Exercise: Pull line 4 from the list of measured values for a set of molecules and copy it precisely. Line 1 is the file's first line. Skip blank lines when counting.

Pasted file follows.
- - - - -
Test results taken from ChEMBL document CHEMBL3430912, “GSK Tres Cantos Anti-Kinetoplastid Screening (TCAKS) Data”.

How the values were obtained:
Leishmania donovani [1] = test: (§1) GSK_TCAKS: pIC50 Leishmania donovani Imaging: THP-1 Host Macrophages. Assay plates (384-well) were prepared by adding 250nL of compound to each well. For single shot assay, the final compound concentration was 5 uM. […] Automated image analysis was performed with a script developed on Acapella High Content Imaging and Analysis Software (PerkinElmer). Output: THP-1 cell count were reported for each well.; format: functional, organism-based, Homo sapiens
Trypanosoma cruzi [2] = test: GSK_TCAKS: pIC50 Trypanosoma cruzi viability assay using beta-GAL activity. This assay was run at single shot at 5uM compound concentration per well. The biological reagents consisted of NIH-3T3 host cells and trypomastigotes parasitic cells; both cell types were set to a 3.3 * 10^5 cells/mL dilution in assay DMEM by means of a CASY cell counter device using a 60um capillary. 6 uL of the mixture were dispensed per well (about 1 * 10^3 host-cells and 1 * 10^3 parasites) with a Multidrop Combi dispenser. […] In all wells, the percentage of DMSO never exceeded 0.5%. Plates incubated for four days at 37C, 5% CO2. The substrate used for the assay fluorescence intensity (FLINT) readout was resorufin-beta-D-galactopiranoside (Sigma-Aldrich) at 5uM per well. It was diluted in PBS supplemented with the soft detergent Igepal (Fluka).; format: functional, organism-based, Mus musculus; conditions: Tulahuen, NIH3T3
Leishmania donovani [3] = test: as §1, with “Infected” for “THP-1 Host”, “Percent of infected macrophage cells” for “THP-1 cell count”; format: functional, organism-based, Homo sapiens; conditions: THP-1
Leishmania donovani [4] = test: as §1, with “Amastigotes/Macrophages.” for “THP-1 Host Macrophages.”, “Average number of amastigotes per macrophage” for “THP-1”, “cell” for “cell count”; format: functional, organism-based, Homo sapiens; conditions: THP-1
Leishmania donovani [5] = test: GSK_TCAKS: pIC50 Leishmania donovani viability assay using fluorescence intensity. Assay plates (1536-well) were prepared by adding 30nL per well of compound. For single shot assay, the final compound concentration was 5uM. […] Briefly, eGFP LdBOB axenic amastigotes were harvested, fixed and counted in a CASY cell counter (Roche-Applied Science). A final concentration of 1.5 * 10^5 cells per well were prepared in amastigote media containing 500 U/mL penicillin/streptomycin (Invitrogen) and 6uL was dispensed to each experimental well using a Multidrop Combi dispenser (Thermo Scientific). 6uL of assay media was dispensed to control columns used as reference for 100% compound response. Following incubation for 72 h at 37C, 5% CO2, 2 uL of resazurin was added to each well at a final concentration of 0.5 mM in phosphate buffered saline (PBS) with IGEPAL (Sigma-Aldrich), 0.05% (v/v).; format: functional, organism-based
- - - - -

Trypanosoma cruzi [2] = test: GSK_TCAKS: pIC50 Trypanosoma cruzi viability assay using beta-GAL activity. This assay was run at single shot at 5uM compound concentration per well. The biological reagents consisted of NIH-3T3 host cells and trypomastigotes parasitic cells; both cell types were set to a 3.3 * 10^5 cells/mL dilution in assay DMEM by means of a CASY cell counter device using a 60um capillary. 6 uL of the mixture were dispensed per well (about 1 * 10^3 host-cells and 1 * 10^3 parasites) with a Multidrop Combi dispenser. […] In all wells, the percentage of DMSO never exceeded 0.5%. Plates incubated for four days at 37C, 5% CO2. The substrate used for the assay fluorescence intensity (FLINT) readout was resorufin-beta-D-galactopiranoside (Sigma-Aldrich) at 5uM per well. It was diluted in PBS supplemented with the soft detergent Igepal (Fluka).; format: functional, organism-based, Mus musculus; conditions: Tulahuen, NIH3T3